Tonight at a Relief Society Meeting, we talked about 72 hour kits. The teacher stressed putting in things that your family likes to eat and do. A bit of something reliable, when really a 72 hour kit is all about planning for the uncertain. And while there were lots of ideas and suggestions for packaged and processed food that many people are happy with, I can’t say that those would be my first choices.
The thing is, you do get to eat what you put in. Most likely, you may never be stranded on your roof with your bucket or backpack waiting out a flash flood, you probably won’t see a tornado take down your neighborhood like a house of cards, or be displaced from your home for fear of horse fever with nothing but what you can carry on your back. Yes, you have your 72 hour kit for if and when any of those happen, but there is no guarantee you will need those 5000 calorie lemon pudding flavored energy bars for those desperate moments.
Chances are, you will remember every now and again to check those things, to see that they are there and haven’t become the life sustenance for a rodent colony in your garage. Then when you check, realizing that everything is still in fact just the way you left it, you realize it is time to rotate it all out. You need to eat the food, or throw it out. Few things last forever, and the last thing you want when horse fever comes trotting into town, is to discover all of the food is bad and you are left to forage in the suburbs. (No, hatred to foraging, you know I love it.)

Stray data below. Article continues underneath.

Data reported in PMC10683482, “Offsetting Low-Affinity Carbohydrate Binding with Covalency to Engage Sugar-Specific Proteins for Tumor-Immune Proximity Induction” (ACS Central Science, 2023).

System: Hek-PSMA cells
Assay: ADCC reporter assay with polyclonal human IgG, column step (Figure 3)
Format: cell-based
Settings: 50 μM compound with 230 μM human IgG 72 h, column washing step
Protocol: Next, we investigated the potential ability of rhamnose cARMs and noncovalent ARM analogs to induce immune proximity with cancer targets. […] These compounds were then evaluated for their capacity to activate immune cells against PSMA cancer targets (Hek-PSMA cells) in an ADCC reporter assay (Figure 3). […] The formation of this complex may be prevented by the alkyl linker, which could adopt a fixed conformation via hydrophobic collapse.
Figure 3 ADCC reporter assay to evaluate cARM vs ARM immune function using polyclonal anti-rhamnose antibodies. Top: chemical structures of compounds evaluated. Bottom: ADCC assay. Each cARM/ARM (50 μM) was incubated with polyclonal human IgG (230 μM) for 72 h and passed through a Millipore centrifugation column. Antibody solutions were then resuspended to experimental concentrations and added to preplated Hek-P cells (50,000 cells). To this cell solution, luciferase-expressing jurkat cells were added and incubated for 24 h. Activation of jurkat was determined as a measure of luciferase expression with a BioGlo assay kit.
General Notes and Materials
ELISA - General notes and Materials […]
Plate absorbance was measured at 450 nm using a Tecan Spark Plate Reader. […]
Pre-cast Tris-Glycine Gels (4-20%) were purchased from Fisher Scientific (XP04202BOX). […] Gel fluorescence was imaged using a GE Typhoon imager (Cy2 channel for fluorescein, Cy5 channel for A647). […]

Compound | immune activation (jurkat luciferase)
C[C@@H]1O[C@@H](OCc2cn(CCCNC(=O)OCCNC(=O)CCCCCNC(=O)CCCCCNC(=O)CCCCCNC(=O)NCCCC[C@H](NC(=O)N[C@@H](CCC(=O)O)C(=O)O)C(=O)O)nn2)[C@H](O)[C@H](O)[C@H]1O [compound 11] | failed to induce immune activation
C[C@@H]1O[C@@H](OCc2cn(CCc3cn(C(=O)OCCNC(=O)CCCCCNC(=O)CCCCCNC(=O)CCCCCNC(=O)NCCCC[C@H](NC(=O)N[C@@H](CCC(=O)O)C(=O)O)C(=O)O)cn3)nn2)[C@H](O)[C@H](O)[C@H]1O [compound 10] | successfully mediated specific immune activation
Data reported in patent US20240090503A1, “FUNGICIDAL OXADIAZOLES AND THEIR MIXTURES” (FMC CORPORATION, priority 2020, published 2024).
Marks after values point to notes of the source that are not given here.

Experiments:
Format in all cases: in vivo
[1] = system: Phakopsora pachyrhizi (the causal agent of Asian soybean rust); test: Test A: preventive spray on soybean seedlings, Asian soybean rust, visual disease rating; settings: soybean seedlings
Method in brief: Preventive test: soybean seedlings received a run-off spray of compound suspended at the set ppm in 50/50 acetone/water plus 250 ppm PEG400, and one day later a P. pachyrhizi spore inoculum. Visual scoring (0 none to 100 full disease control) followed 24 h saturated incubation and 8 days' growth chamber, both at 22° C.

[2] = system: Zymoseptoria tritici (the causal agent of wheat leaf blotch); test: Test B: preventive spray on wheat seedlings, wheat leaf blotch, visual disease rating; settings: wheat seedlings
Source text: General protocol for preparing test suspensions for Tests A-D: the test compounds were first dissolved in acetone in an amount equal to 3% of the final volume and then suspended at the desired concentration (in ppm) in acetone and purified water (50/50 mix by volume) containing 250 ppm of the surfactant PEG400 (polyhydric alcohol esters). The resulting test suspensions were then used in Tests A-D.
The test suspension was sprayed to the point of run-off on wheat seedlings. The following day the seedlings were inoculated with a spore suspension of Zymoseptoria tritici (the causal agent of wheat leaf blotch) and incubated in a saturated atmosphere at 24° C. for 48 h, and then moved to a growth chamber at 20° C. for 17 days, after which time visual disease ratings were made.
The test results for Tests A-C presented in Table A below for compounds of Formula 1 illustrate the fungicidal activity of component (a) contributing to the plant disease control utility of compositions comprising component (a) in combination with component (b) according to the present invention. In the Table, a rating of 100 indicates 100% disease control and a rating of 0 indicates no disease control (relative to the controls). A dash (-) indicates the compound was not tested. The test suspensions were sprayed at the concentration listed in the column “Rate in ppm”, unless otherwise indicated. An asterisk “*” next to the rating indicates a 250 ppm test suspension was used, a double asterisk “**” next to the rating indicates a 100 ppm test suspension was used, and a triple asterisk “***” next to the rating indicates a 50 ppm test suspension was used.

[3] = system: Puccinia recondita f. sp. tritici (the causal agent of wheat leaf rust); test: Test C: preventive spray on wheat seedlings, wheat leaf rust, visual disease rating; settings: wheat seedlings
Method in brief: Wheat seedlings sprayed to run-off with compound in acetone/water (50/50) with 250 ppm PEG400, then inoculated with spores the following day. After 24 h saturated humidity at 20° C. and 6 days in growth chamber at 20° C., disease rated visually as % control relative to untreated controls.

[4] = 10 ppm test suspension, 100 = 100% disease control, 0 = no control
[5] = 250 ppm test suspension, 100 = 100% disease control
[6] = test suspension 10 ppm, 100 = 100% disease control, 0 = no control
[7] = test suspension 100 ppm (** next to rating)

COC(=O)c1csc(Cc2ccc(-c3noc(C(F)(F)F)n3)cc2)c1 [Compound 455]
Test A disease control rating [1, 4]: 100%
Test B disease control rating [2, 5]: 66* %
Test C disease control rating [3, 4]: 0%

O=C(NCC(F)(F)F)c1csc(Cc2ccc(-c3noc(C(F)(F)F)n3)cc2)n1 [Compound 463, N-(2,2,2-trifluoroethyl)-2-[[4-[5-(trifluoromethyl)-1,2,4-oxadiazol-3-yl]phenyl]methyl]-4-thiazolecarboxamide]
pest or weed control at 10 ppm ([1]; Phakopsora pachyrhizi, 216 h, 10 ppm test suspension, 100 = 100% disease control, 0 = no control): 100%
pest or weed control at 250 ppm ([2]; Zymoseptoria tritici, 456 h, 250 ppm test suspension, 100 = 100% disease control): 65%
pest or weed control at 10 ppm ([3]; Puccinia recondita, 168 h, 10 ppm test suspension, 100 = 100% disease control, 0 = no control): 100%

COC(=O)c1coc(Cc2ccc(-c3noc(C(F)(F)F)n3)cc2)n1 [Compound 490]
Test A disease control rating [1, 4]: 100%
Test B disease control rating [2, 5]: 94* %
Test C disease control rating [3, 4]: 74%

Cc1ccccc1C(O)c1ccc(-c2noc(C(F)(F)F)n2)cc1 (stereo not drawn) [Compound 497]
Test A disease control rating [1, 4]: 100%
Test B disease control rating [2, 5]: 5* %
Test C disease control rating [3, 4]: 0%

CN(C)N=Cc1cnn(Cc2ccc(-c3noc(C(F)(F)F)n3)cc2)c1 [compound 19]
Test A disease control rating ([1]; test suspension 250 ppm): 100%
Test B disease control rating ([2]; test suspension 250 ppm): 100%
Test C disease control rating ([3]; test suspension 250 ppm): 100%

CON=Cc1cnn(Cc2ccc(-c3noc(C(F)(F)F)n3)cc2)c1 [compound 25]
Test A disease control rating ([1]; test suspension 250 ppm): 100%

The point is, pack the bag, pack it with things you actually do want to eat, since you do need to change it out regularly, and no one wants to waste it. Continue Reading →
So I started grad school this fall, and things have been a-changin’ around here. Suddenly I’m reading mountains of literary theory instead of a several cookbooks at a time with a side of delicious novel. While it seems like the book trade off is hardly worth it- I am really happy. I’ve wanted to get back to school for sometime, and that sometime is finally here. So with new responsibilities and a much wackier weekday schedule, I’ve been shuffling how mid-week food around here looks like. I am doing fewer big meals and a lot more ready-to-eat items that I’ve made ahead and tossed into the fridge or freezer. I’m also big on snacks. I’ve found that everyone is much happier if I have something to munch on already set out prior to dinner or ready to pack out the door, and especially to school. (Since my class is 3! hours long, during dinner time.) Enter these crackers. I’ve been making them every week for the last month. We are hooked. I’ve varied the toppings numerous ways from lemon zest and sesame seeds to sumac with thyme, peccorino and parmesean cheese to nothing but sea salt and pepper. We have loved them all with ricotta cheese and fruit butter, hummus, almond butter, pumpkin soup or roasted tomatoes. I’m finding plenty of occasions to serve them. They were the darling of the dinner table at a family dinner following my son’s baptism this week. Meet your new all-occasion cracker. Continue Reading →